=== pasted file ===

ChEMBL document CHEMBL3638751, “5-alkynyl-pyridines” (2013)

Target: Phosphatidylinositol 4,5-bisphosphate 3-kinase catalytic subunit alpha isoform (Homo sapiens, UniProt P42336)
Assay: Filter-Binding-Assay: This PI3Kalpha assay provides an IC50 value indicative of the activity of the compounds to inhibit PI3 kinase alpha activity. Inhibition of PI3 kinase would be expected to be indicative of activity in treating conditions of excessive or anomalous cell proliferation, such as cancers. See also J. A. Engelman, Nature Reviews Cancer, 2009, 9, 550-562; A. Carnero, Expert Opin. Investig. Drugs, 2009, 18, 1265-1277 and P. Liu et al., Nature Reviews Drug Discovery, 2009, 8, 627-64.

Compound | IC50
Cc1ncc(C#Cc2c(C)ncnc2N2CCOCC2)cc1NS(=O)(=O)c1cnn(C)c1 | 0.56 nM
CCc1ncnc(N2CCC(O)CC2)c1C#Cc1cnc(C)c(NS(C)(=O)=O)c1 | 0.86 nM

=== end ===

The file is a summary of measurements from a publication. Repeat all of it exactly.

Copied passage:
ChEMBL document CHEMBL3638751, “5-alkynyl-pyridines” (2013)

Target: Phosphatidylinositol 4,5-bisphosphate 3-kinase catalytic subunit alpha isoform (Homo sapiens, UniProt P42336)
Assay: Filter-Binding-Assay: This PI3Kalpha assay provides an IC50 value indicative of the activity of the compounds to inhibit PI3 kinase alpha activity. Inhibition of PI3 kinase would be expected to be indicative of activity in treating conditions of excessive or anomalous cell proliferation, such as cancers. See also J. A. Engelman, Nature Reviews Cancer, 2009, 9, 550-562; A. Carnero, Expert Opin. Investig. Drugs, 2009, 18, 1265-1277 and P. Liu et al., Nature Reviews Drug Discovery, 2009, 8, 627-64.

Compound | IC50
Cc1ncc(C#Cc2c(C)ncnc2N2CCOCC2)cc1NS(=O)(=O)c1cnn(C)c1 | 0.56 nM
CCc1ncnc(N2CCC(O)CC2)c1C#Cc1cnc(C)c(NS(C)(=O)=O)c1 | 0.86 nM